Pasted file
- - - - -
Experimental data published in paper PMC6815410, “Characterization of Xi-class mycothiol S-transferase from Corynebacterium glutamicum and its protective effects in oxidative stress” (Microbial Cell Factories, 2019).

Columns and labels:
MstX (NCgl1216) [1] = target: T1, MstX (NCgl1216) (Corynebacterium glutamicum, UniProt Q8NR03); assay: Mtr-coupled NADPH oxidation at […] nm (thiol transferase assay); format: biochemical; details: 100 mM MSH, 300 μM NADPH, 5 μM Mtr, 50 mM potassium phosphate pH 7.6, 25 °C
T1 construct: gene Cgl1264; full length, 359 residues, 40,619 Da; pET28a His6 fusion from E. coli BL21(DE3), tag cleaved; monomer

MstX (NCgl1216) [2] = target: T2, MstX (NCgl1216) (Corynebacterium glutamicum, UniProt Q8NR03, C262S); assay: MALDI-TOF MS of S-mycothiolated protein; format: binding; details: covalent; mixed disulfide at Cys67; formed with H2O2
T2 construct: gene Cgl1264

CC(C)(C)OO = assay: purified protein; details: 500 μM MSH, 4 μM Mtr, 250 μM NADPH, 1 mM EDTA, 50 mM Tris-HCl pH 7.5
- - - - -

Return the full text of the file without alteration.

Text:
Experimental data published in paper PMC6815410, “Characterization of Xi-class mycothiol S-transferase from Corynebacterium glutamicum and its protective effects in oxidative stress” (Microbial Cell Factories, 2019).

Columns and labels:
MstX (NCgl1216) [1] = target: T1, MstX (NCgl1216) (Corynebacterium glutamicum, UniProt Q8NR03); assay: Mtr-coupled NADPH oxidation at […] nm (thiol transferase assay); format: biochemical; details: 100 mM MSH, 300 μM NADPH, 5 μM Mtr, 50 mM potassium phosphate pH 7.6, 25 °C
T1 construct: gene Cgl1264; full length, 359 residues, 40,619 Da; pET28a His6 fusion from E. coli BL21(DE3), tag cleaved; monomer

MstX (NCgl1216) [2] = target: T2, MstX (NCgl1216) (Corynebacterium glutamicum, UniProt Q8NR03, C262S); assay: MALDI-TOF MS of S-mycothiolated protein; format: binding; details: covalent; mixed disulfide at Cys67; formed with H2O2
T2 construct: gene Cgl1264

CC(C)(C)OO = assay: purified protein; details: 500 μM MSH, 4 μM Mtr, 250 μM NADPH, 1 mM EDTA, 50 mM Tris-HCl pH 7.5